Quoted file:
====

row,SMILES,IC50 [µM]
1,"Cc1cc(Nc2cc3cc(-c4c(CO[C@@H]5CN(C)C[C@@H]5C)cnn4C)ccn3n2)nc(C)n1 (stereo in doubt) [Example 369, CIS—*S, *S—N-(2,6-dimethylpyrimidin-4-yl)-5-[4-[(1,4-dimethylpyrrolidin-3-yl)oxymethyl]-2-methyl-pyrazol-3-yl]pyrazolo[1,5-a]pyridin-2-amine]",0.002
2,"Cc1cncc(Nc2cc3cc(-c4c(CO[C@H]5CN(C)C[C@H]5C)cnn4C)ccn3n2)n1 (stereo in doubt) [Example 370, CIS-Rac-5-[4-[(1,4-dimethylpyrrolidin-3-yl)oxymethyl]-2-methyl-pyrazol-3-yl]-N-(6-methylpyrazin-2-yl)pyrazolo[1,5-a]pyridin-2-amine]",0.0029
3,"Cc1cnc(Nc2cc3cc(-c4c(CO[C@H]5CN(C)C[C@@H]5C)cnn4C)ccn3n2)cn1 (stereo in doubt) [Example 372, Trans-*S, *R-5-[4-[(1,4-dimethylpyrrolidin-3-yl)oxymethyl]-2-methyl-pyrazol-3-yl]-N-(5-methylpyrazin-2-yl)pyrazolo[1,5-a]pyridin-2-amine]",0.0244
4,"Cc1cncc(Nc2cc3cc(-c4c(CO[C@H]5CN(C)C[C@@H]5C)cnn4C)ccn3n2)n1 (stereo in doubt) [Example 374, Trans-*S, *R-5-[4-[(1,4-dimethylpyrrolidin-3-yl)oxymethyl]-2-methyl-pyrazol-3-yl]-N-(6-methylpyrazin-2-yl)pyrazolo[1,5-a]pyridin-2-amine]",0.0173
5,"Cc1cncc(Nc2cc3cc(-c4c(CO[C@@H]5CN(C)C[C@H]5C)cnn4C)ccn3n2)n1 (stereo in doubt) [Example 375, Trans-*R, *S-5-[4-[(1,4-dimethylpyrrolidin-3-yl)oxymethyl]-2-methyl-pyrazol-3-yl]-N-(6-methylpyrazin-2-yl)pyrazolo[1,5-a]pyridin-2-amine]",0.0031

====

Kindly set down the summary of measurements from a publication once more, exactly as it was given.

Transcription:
row,SMILES,IC50 [µM]
1,"Cc1cc(Nc2cc3cc(-c4c(CO[C@@H]5CN(C)C[C@@H]5C)cnn4C)ccn3n2)nc(C)n1 (stereo in doubt) [Example 369, CIS—*S, *S—N-(2,6-dimethylpyrimidin-4-yl)-5-[4-[(1,4-dimethylpyrrolidin-3-yl)oxymethyl]-2-methyl-pyrazol-3-yl]pyrazolo[1,5-a]pyridin-2-amine]",0.002
2,"Cc1cncc(Nc2cc3cc(-c4c(CO[C@H]5CN(C)C[C@H]5C)cnn4C)ccn3n2)n1 (stereo in doubt) [Example 370, CIS-Rac-5-[4-[(1,4-dimethylpyrrolidin-3-yl)oxymethyl]-2-methyl-pyrazol-3-yl]-N-(6-methylpyrazin-2-yl)pyrazolo[1,5-a]pyridin-2-amine]",0.0029
3,"Cc1cnc(Nc2cc3cc(-c4c(CO[C@H]5CN(C)C[C@@H]5C)cnn4C)ccn3n2)cn1 (stereo in doubt) [Example 372, Trans-*S, *R-5-[4-[(1,4-dimethylpyrrolidin-3-yl)oxymethyl]-2-methyl-pyrazol-3-yl]-N-(5-methylpyrazin-2-yl)pyrazolo[1,5-a]pyridin-2-amine]",0.0244
4,"Cc1cncc(Nc2cc3cc(-c4c(CO[C@H]5CN(C)C[C@@H]5C)cnn4C)ccn3n2)n1 (stereo in doubt) [Example 374, Trans-*S, *R-5-[4-[(1,4-dimethylpyrrolidin-3-yl)oxymethyl]-2-methyl-pyrazol-3-yl]-N-(6-methylpyrazin-2-yl)pyrazolo[1,5-a]pyridin-2-amine]",0.0173
5,"Cc1cncc(Nc2cc3cc(-c4c(CO[C@@H]5CN(C)C[C@H]5C)cnn4C)ccn3n2)n1 (stereo in doubt) [Example 375, Trans-*R, *S-5-[4-[(1,4-dimethylpyrrolidin-3-yl)oxymethyl]-2-methyl-pyrazol-3-yl]-N-(6-methylpyrazin-2-yl)pyrazolo[1,5-a]pyridin-2-amine]",0.0031